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Tunisia racism: 'I lost the will to leave my home'

By Abdirahim Saeed

BBC News Arabic

According to a survey commissioned by BBC Arabic, 80% of Tunisians believe that racial discrimination is a problem in their country - the highest figure in the Middle East and North Africa region. With black people making up 10-15% of the Tunisian population, there are fears the fight against racial discrimination is now at a standstill after the suspension of parliament, the country's first black female MP has told the BBC.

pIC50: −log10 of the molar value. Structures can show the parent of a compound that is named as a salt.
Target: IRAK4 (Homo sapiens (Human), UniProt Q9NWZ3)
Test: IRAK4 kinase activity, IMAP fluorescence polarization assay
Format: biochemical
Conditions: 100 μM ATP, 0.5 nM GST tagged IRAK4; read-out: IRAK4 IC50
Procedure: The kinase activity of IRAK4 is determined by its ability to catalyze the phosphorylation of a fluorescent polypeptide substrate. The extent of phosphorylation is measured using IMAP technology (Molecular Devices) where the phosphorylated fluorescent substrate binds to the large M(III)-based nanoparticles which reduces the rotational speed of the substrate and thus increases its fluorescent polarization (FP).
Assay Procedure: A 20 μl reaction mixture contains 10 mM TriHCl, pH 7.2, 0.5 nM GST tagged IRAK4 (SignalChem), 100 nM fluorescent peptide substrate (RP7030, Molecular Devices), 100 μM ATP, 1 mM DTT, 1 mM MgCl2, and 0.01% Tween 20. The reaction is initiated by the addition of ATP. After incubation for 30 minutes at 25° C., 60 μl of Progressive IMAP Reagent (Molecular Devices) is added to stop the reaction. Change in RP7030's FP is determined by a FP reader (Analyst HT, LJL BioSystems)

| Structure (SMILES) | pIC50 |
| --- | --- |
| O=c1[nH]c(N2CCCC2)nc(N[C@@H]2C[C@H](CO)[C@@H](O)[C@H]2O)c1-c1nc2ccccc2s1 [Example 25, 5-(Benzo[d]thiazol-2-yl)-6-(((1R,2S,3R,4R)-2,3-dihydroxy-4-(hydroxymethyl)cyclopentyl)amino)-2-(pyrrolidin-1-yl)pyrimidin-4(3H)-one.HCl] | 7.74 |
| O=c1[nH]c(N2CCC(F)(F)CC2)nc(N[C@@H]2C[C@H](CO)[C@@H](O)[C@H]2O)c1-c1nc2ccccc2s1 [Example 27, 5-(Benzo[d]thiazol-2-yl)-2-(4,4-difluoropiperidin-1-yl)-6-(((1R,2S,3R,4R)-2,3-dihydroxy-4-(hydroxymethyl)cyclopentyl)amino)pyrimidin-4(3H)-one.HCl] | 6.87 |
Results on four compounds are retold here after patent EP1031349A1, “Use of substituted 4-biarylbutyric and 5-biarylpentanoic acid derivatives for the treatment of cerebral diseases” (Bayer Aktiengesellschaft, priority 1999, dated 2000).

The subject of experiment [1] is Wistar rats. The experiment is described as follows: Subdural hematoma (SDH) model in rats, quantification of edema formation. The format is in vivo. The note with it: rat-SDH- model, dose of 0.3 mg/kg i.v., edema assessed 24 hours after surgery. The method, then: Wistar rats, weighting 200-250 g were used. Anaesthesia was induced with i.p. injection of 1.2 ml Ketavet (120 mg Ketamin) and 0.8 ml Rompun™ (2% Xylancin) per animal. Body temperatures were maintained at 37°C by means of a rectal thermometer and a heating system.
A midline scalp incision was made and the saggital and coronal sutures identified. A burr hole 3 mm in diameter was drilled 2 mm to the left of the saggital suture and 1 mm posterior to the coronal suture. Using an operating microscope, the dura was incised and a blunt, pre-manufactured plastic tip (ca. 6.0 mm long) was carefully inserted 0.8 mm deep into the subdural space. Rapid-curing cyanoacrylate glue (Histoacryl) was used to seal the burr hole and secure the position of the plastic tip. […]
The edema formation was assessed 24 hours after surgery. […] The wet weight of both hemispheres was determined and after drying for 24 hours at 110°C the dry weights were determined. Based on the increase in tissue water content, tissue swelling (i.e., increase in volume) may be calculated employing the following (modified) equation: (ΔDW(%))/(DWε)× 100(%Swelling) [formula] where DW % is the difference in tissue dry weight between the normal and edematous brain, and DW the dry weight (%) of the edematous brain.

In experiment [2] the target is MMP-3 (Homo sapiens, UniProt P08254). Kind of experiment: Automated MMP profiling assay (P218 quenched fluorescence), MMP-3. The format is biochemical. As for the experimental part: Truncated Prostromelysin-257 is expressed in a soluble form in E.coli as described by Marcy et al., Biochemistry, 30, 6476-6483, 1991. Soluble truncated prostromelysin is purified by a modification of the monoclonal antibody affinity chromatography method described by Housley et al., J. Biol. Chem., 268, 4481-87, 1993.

Lassad Karim loved his job and had spent 12 years at the same company, until he said he faced racism at the hands of a new manager.

"We were having a discussion when out of the blue she insulted me," he told the BBC.

Mr Karim accuses the manger of using a term commonly used to demean black people as servants: "This is not an acceptable word, it's hurtful."

"I was in shock. Why? What am I guilty of? What did I do? I was broken."

It shook his self-esteem, even to this day.

"I loved being out and about. Now I've lost the will to go anywhere beyond my front door," he told the BBC.


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